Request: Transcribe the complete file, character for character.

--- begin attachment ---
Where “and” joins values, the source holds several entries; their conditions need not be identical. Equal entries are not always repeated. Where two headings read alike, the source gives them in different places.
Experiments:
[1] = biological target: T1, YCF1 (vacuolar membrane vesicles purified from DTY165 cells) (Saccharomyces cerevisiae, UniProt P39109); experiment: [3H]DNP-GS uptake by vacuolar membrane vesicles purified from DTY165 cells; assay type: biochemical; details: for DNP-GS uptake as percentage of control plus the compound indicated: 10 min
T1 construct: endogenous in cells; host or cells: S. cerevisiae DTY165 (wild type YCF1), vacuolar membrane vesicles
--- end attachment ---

Where “and” joins values, the source holds several entries; their conditions need not be identical. Equal entries are not always repeated. Where two headings read alike, the source gives them in different places.
Experiments:
[1] = biological target: T1, YCF1 (vacuolar membrane vesicles purified from DTY165 cells) (Saccharomyces cerevisiae, UniProt P39109); experiment: [3H]DNP-GS uptake by vacuolar membrane vesicles purified from DTY165 cells; assay type: biochemical; details: for DNP-GS uptake as percentage of control plus the compound indicated: 10 min
T1 construct: endogenous in cells; host or cells: S. cerevisiae DTY165 (wild type YCF1), vacuolar membrane vesicles